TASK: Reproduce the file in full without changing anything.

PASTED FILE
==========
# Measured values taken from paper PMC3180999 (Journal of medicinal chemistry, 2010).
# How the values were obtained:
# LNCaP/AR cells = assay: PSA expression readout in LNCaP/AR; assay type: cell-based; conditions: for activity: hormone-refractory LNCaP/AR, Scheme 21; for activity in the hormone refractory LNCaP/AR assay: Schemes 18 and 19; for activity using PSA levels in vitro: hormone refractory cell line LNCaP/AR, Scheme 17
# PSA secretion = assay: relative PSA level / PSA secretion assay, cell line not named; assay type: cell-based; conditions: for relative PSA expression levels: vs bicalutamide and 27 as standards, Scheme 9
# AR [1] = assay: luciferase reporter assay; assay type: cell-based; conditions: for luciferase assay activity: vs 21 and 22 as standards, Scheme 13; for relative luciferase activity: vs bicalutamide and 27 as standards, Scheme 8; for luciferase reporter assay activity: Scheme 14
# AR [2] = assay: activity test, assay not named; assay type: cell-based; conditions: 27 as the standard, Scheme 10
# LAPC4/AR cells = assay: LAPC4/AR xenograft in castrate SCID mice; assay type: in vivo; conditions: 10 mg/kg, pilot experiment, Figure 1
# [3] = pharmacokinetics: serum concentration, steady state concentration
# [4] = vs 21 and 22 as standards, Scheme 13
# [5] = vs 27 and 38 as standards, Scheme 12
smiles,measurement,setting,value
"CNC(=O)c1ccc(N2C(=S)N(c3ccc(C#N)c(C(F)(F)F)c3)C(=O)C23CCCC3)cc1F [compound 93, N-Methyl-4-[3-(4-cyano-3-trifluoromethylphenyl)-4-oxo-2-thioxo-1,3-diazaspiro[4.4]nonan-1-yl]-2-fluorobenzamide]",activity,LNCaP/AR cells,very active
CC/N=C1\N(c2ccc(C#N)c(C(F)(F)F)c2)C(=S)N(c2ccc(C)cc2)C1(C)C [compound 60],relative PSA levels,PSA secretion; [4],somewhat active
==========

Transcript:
# Measured values taken from paper PMC3180999 (Journal of medicinal chemistry, 2010).
# How the values were obtained:
# LNCaP/AR cells = assay: PSA expression readout in LNCaP/AR; assay type: cell-based; conditions: for activity: hormone-refractory LNCaP/AR, Scheme 21; for activity in the hormone refractory LNCaP/AR assay: Schemes 18 and 19; for activity using PSA levels in vitro: hormone refractory cell line LNCaP/AR, Scheme 17
# PSA secretion = assay: relative PSA level / PSA secretion assay, cell line not named; assay type: cell-based; conditions: for relative PSA expression levels: vs bicalutamide and 27 as standards, Scheme 9
# AR [1] = assay: luciferase reporter assay; assay type: cell-based; conditions: for luciferase assay activity: vs 21 and 22 as standards, Scheme 13; for relative luciferase activity: vs bicalutamide and 27 as standards, Scheme 8; for luciferase reporter assay activity: Scheme 14
# AR [2] = assay: activity test, assay not named; assay type: cell-based; conditions: 27 as the standard, Scheme 10
# LAPC4/AR cells = assay: LAPC4/AR xenograft in castrate SCID mice; assay type: in vivo; conditions: 10 mg/kg, pilot experiment, Figure 1
# [3] = pharmacokinetics: serum concentration, steady state concentration
# [4] = vs 21 and 22 as standards, Scheme 13
# [5] = vs 27 and 38 as standards, Scheme 12
smiles,measurement,setting,value
"CNC(=O)c1ccc(N2C(=S)N(c3ccc(C#N)c(C(F)(F)F)c3)C(=O)C23CCCC3)cc1F [compound 93, N-Methyl-4-[3-(4-cyano-3-trifluoromethylphenyl)-4-oxo-2-thioxo-1,3-diazaspiro[4.4]nonan-1-yl]-2-fluorobenzamide]",activity,LNCaP/AR cells,very active
CC/N=C1\N(c2ccc(C#N)c(C(F)(F)F)c2)C(=S)N(c2ccc(C)cc2)C1(C)C [compound 60],relative PSA levels,PSA secretion; [4],somewhat active